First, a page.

• Apple: $100 billion
  • Micron: $10 billion
  • Qualcomm: $8.8 billion
  • Adobe: $8.0 billion
  • T-Mobile: $7.5 billion

To put that May total of $173.6 billion – these are just announcements of planned repurchases sometime in the future that may never fully transpire – into perspective: In Q1, total actual share buybacks reported by the S&P 500 companies amounted to $178 billion, an all-time record. That averages out to “only” $59.3 billion a month on average, compared to the announcements in May of $173.6 billion.

To continue reading: Huge New Prop under the Stock Market is a One-Time Affair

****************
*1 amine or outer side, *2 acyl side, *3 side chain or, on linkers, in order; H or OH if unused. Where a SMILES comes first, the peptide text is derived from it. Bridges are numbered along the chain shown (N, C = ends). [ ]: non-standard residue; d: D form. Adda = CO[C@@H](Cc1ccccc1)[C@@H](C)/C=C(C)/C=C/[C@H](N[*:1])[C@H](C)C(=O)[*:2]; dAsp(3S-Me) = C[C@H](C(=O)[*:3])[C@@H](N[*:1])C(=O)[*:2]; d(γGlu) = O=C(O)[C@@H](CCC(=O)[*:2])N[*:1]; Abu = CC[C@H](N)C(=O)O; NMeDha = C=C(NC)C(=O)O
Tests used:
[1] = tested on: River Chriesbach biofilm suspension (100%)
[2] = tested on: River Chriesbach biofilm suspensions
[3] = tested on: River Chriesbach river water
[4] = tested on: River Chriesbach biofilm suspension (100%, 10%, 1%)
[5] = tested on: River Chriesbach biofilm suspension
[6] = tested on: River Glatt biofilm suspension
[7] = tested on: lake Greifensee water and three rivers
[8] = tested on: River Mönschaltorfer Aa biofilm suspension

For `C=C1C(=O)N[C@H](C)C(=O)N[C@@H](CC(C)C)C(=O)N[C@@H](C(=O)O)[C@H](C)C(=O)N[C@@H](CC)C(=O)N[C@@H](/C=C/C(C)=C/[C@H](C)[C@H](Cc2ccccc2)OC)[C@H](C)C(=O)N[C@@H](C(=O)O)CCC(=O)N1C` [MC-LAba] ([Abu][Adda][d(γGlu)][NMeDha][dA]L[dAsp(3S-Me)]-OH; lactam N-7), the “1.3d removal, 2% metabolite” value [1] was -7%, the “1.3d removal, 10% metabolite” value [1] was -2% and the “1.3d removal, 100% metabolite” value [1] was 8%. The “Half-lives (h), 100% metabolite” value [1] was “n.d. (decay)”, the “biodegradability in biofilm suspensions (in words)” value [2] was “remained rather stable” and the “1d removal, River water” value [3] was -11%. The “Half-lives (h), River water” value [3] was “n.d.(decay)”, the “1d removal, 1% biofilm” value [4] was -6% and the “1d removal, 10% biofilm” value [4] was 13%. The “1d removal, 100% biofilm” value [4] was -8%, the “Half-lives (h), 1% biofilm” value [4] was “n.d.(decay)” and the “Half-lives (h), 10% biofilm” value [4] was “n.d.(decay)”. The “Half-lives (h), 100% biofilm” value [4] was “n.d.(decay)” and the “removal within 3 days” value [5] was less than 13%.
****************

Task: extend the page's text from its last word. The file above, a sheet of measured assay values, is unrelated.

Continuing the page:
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Three critical lessons from Europe’s recent mini-meltdown, by Simon Black

Italy illustrates the important, and disturbing, interlinkages in the global financial system. From Simon Black at sovereignman.com:

Trying to trace the origins of the latest political crisis in Italy is like… well… trying to trace the origins of the decline of the Roman Empire.

There simply is no good starting point.

You can’t talk about the decline of Rome without a lengthy discussion of how destructive Diocletian’s Edict on Wages and Prices was in the early 4th century.

But you’d have to go further back than that and discuss all the lunatic emperors preceding him, all the way back to Caligula.

But you can’t talk about Caligula without bringing up the effects of the civil war between Octavian and Marc Antony… which was a direct result of the previous civil war between Julius Caesar and Pompeius Magnus.

Before long you’ve gone back in time more than 500 years trying to figure out why the Roman Empire collapsed.